What to Do if a Sibling's Jealousy Is Tearing Your Family Apart

Long-simmering childhood resentments, career envy, or misplaced competition can make these relationships feel awful. Here's how to turn things around.
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Idgie Stark has never been close with her sisters. From a young age, she remembers feeling excluded from sisterly camaraderie, mainly due to their age difference—her sisters are ten and seven years her senior—but also because Stark, 45, has a different father. As she got older, Stark noticed a resentment brewing. The girls’ mother only further drove a wedge between her daughters, Stark told VICE. Stark’s mother would accuse her sisters of negatively influencing Stark’s behavior.


“That puts in our heads that one of the other sisters was wrong in some way,” Stark said. “For whatever reason, [my mom] demonized the middle sister. She was always the scapegoat for everything that went wrong.”

Though she moved from Tennessee, where the girls grew up, to Pennsylvania as an adult, Stark would continue to visit home once a year. Every time she mentioned her master’s degree or her career as a writer, or when she and her husband came to town in a new car they’d purchased, she said her sisters would make snide remarks trying to one-up her, or would outright laugh in her face. Stark suspected her sisters, who did not graduate high school and are not as financially secure, are jealous. 

When their mother died five years ago, Stark stopped her yearly visits to Tennessee and cut off communication with her sisters. “In a perfect world, I would’ve been able to say, ‘This is hurtful,’ and they would’ve apologized and we would’ve been sisters like everybody thinks sisters could be,” Stark said. “I don’t think that would’ve ever happened.” Unfortunately, the contemptuousness was just too much.

Roommates since birth, our siblings are, in the best of scenarios, the people with whom we’ll have the longest relationship. Because of the physical closeness during childhood and adolescence, squabbles and feelings of envy are bound to arise. Sibling jealousy is often attributed to adolescents, with kids vying for their parents’ attention. In fact, in one 2008 study, 103 of 105 children surveyed reported feeling jealous of their sibling at least one time when parents gave gifts to their siblings, took their sibling’s side in a conflict, and gave their sibling attention related to their talents. However, adults can feel jealous toward their siblings too. While family studies experts acknowledge the lack of research on adult sibling jealousy, a 1982 study found that nearly half of adults studied felt a sense of rivalry toward a sibling. Either long-simmering resentments held over from childhood or envy about a sibling’s job or romantic life can cause rifts.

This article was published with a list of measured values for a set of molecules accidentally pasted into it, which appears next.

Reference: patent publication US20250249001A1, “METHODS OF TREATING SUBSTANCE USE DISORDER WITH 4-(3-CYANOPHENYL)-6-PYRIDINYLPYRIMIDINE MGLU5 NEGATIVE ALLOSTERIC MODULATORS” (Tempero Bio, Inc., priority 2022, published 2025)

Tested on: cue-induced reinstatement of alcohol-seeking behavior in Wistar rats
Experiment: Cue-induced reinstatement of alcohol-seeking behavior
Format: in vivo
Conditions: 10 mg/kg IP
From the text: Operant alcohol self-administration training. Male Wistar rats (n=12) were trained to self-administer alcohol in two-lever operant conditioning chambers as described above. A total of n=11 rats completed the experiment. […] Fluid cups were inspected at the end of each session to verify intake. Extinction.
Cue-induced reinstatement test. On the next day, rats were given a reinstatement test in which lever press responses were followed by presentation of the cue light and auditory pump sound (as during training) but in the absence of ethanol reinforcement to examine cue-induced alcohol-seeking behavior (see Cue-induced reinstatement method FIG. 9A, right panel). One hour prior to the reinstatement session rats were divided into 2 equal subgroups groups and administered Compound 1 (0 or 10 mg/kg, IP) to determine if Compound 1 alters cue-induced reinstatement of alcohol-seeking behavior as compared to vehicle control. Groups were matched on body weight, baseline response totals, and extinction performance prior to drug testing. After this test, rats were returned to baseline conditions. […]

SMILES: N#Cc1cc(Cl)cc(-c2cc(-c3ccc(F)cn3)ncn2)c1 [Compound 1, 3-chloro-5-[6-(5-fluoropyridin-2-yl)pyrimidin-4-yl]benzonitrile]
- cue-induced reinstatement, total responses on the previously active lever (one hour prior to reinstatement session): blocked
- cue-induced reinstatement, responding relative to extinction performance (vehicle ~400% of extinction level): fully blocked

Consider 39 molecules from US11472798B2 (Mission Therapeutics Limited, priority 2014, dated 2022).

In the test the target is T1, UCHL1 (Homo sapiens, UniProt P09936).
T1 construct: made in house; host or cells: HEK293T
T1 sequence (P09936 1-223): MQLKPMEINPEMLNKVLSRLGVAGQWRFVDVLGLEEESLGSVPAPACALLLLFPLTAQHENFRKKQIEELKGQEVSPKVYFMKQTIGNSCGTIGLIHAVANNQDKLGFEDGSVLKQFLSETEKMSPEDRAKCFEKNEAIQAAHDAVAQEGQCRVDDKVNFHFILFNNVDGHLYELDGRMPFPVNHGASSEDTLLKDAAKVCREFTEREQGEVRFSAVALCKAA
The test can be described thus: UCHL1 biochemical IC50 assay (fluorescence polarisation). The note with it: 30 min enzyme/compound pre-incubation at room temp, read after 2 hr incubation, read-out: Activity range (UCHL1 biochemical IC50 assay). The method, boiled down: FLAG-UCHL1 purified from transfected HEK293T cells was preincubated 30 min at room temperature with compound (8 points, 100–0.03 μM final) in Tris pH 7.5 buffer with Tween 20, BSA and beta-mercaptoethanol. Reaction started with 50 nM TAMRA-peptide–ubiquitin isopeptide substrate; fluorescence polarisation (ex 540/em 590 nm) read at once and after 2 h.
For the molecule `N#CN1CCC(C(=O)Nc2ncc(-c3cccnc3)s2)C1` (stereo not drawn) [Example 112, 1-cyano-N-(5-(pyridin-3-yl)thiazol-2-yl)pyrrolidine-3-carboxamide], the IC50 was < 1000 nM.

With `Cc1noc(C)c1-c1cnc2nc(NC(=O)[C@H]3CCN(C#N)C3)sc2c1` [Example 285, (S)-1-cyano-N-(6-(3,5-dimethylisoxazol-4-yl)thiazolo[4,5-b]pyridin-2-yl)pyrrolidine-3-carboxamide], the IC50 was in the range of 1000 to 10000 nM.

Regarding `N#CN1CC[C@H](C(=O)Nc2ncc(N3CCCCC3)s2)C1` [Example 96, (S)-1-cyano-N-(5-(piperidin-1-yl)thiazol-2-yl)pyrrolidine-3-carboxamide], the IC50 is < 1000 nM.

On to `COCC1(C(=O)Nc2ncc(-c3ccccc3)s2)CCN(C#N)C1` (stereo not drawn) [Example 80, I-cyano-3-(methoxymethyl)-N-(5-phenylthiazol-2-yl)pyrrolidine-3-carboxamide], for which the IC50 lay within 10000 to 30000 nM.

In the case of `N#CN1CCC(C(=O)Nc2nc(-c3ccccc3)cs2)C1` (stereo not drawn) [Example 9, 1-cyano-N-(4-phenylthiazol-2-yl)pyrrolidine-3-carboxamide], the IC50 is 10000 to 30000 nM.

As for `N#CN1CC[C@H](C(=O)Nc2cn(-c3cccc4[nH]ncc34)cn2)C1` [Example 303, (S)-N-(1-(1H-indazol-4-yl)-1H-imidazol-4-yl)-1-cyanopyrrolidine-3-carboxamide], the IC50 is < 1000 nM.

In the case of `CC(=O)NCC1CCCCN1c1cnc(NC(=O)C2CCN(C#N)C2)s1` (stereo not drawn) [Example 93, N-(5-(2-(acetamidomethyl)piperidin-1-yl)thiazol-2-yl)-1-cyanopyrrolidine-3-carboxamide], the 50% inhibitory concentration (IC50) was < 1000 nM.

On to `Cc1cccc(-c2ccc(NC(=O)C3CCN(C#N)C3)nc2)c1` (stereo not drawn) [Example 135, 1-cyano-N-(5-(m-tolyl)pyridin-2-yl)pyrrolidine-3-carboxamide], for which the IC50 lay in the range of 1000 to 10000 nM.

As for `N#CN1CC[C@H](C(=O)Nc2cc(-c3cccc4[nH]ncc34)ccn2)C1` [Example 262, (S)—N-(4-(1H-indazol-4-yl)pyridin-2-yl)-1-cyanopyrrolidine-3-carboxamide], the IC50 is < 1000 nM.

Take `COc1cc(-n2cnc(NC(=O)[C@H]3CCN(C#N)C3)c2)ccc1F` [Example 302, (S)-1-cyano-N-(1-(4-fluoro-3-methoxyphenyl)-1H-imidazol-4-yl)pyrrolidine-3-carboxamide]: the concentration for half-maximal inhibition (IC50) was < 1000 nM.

Over time, this envy can eat away at the relationship, with building tensions finally reaching a head. If that’s happening in your family, and you feel like your sibling’s jealousy is making it impossible to have a relationship with them, there are active steps you can take to address and mend the issue.

Things to consider on a day-to-day basis…  

Address inequities. 

It’s important to recognize where your sibling’s jealousy is coming from, psychotherapist Avidan Milevsky, an associate professor of psychology at Ariel University in Israel, who studies sibling relationships, told VICE. Instead of assuming it’s your sibling who’s developed an unhealthy obsession with your achievements, acknowledge that your upbringing may not have been totally fair. While you shouldn’t blame your parents or try to get your sibling to turn against them, someone is likely responsible for the dynamic between the two of you. Even if you’re just acknowledging this to yourself or during a casual conversation with your sibling, it’s important to show that you’re aware of potential familial imbalances. “Be honest about how your parents played a role and how your parents are still comparing you with your sister,” Milevsky said. “These comments that parents often say create animosity toward the siblings. The sibling is not what created these animosities. And be honest about that.”


By addressing these inequities, you validate their reality in an unkind or unfair household. “In AA they call it making amends,” Matt Lundquist, the founder and clinical director of Tribeca Therapy, told VICE. “Recognizing that we’ve all harmed each other in the world, even if that harm was done when we were 8 years old in an environment where there were forces that led us to do that. I think there’s kindness in naming and acknowledging that.”

Melinda, a woman in her 50s who asked not to share her last name, wishes her sister had acknowledged how differently their parents treated them growing up. “Anyone who says people who grow up in the same environment have the same experience, they’re wrong,” Melinda told VICE. “The same two people can grow up with the same family and have a very different experience.”

Her sister, Melinda said, was a star student and was favored by their parents. But Melinda believes her sister was jealous of her attractiveness in childhood, and later, of her academic success after earning a doctorate in her 40s, as well as her husband’s career as an entrepreneur. “The only time she called me was when I was upset at Penn State and I was thinking about leaving after my master’s degree,” Melinda said. “She said, ‘You don’t have to wait until after your master’s degree, just leave now.”


Over the years, Melinda felt her sister made concentrated efforts to turn her nieces and nephews against her. When their father died in the early 2000s, their father’s will was changed to a trust, with all inheritance left to Melinda’s sister’s children. She asked her sister if she’d at least make a donation in her name to a charity of her choice, but Melinda said her sister refused. Eventually, Melinda stopped speaking to her sister after their mother died in 2018.

“They say you can't pick your realties… you can,” Melinda said. “I wrote my sister [an email] and I told her I don’t think I'm comfortable being associated with you and I want to break off our relationship. She never answered me back and she never apologized for anything she’d done to me.”

Do what you can to let your parents know their favoritism makes you uncomfortable.